A common thread of discussion for collectors who buy art from me, and which runs through many sites dealing with collectibles, concerns the factors that make certain types of “X” (coins, stamps, comics, art, etc) less traded than others, despite their availability, or commonality.
A Collector will say to me, for example, “I just love British Horror from the 1980s! You know, the kind of lurid, garish “over the top” kind of grand guignol horror cover art that a handful of British paperback publishers loved to use from the 60s on. You seem to be the only source for it! Why don’t I see more of it bought and sold? Am I the only one interested in it?”
This collector is not alone. For many niche collecting areas, and despite prospective buyers, there is very little active buying, selling and trading going on. And for many areas, but specifically the one I’m most interested in – illustrative genre art – you certainly can’t blame it on rarity! Publishers like New English Library, Grafton, and Sphere commissioned hundreds of horror cover paintings, 1960-1980 for novels by authors like Guy N. Smith, Richard Laymon, Peter Tremayne and others.
And there have been literally hundreds, if not thousands of cover paintings produced over the last 50 years to illustrate Romance novels. I bet you know exactly what they look like, even if I didn’t show a couple here. Yet few examples are ever available in the marketplace.
One commonly offered explanation, and the one favored by economic textbooks (as I recall) is this: If the demand were there, the supply would rise to meet it. But in my view, there is another and perhaps more accurate way to look at an “under-active” marketplace: if the fair market values (FMVs) were higher, the market would be more active, and you’d find many more examples for sale.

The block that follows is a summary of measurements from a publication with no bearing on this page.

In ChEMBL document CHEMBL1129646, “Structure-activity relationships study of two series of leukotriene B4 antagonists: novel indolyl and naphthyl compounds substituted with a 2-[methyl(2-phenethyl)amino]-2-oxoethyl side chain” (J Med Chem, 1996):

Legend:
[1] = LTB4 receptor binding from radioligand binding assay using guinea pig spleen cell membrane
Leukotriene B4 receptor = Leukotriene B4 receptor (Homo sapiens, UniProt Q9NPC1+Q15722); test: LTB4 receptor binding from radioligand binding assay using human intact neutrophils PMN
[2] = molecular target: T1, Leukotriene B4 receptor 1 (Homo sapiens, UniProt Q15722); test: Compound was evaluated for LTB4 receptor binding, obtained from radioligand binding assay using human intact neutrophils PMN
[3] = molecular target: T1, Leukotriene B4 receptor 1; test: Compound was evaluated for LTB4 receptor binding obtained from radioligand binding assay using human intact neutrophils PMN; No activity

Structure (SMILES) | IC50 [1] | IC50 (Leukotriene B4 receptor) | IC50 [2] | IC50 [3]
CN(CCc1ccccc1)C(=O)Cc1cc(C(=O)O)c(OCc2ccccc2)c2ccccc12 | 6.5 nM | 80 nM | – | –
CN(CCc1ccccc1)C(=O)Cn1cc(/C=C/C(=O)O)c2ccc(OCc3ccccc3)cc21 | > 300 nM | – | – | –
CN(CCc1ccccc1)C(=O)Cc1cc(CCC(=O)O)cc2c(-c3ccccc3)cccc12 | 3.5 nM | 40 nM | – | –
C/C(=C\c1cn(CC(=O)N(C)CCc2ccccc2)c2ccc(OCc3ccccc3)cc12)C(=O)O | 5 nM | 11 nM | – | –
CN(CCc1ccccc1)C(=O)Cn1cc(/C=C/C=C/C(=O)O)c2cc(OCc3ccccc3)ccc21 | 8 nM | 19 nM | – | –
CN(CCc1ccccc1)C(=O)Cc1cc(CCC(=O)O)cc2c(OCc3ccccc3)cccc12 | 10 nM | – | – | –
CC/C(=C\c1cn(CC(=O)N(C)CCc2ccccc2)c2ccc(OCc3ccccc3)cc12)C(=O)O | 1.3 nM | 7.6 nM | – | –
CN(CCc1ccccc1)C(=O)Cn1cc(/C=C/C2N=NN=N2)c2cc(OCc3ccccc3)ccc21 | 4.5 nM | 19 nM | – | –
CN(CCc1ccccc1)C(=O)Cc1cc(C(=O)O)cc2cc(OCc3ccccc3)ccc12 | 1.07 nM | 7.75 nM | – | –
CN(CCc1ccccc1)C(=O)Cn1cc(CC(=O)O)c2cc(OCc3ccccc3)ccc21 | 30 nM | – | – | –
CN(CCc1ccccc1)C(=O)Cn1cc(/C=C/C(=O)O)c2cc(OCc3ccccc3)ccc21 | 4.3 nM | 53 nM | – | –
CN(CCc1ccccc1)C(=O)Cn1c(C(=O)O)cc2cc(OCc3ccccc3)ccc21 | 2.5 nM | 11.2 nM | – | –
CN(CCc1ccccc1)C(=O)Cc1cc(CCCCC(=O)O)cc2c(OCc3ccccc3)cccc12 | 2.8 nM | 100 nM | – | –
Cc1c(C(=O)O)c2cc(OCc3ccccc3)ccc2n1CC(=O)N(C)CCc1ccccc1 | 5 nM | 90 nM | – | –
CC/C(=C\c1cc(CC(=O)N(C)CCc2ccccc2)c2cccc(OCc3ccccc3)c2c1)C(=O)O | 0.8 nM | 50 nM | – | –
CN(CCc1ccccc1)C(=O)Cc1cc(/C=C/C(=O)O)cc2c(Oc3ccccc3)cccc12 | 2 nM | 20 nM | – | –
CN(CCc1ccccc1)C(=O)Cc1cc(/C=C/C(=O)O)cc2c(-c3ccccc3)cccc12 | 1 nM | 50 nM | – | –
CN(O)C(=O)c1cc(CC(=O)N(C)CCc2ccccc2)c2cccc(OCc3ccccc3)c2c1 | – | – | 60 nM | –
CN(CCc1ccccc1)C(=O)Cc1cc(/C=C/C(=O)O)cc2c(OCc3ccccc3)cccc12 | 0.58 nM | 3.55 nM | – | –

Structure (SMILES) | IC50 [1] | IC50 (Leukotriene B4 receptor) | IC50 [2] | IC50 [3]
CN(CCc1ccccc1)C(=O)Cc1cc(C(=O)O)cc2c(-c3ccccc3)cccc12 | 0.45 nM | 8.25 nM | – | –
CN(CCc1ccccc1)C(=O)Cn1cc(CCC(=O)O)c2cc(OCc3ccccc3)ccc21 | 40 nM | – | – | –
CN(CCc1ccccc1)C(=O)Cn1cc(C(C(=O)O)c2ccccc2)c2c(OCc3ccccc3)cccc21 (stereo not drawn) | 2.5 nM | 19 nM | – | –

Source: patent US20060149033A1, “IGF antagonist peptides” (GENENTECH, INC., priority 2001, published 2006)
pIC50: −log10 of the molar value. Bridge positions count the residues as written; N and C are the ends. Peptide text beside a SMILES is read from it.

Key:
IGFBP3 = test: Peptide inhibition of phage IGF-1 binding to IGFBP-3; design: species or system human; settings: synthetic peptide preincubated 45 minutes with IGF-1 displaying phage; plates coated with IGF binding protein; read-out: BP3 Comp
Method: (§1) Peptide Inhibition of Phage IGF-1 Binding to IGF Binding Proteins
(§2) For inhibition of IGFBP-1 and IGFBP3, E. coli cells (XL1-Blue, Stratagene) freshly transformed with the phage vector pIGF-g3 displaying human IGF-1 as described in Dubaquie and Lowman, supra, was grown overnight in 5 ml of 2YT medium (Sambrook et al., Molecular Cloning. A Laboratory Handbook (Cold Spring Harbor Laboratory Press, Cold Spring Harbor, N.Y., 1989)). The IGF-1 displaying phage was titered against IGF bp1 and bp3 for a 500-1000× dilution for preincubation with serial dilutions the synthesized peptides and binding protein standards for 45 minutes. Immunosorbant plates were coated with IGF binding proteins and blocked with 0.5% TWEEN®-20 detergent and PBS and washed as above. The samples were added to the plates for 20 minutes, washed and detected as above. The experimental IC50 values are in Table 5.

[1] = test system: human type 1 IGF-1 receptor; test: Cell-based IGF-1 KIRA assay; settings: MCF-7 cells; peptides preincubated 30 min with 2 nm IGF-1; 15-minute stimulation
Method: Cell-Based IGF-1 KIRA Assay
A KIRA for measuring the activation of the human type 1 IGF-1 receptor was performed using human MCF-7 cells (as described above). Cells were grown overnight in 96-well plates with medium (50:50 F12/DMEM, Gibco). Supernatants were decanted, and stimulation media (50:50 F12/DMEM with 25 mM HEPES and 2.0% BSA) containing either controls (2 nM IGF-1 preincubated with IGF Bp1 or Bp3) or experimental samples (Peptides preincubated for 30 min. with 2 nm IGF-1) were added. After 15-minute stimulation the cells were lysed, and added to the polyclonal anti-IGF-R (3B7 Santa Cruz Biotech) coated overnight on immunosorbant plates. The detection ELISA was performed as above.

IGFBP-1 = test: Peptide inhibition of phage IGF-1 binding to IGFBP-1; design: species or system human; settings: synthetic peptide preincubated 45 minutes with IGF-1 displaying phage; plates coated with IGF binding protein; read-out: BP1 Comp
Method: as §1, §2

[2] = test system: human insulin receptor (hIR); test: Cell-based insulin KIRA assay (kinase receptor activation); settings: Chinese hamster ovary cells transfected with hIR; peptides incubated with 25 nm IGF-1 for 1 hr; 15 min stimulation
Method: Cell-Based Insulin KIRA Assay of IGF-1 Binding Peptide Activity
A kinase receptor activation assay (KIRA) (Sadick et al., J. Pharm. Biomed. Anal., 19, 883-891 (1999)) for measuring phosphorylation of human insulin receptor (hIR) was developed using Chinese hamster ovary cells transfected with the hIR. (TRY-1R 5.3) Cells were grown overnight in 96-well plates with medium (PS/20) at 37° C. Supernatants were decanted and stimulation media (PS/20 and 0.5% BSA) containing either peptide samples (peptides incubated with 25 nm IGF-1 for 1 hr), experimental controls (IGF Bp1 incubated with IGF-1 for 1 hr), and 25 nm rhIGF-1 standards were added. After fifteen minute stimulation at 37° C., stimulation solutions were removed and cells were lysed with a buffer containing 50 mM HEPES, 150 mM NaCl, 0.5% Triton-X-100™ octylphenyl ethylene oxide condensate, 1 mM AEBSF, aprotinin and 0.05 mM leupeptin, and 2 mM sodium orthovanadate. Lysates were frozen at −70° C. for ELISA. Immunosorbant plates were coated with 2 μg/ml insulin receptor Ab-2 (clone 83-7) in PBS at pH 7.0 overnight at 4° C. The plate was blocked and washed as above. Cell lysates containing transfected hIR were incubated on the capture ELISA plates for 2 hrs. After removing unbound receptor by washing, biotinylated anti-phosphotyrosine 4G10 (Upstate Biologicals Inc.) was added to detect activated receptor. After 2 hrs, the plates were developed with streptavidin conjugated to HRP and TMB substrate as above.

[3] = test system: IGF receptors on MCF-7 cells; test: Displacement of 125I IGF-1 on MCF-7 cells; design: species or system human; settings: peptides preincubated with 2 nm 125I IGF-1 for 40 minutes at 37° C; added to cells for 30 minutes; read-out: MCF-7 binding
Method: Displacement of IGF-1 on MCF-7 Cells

Visibility, Access and Availability Drives Activity
Values are not increasing not because of low demand – but because there are so few good ones for sale. Dealers like myself need quantities of artworks in particular categories, in order to create an active buy/sell market. So do auction houses – even eBay. But with so few bought and sold, prices stagnate. Think about this. People Don’t Collect What They Can’t Find
The more art collectors see and hear about “X” art, the more visible the collectors are, the more attractive the collecting area becomes. Collectors like being able to find art they want, and they like having choices. Other collectors see the choices you’ve made, and you see theirs. Pretty soon, art changes hands, and with each turn – values rise. The rising popularity of a new emerging area of collecting attracts new collectors. They jump into the market, motivated by curiosity or the satisfaction of collecting something “special” and different. An active market is an optimistic market.
How Inactivity Leads to Price Stagnation and Lowered Demand
Let’s use contemporary Romance cover art – so underrepresented in my own, everyone else’s inventory – for our case study.
Few Romance originals are on offer, and the genre has not shown any significant increases in FMV over the past years, while the prices for Pulp illustrations, pin-ups, Spicies and (hooray!) Science Fiction and Fantasy have soared. Yet Romance covers, for the most part, are beautifully detailed and composed, colorful, frequently recognizable in style of expression (despite the art direction), and in the rendering of the subject matter can be quite sensual (very close relatives to pin-ups! ) as well as historically interesting.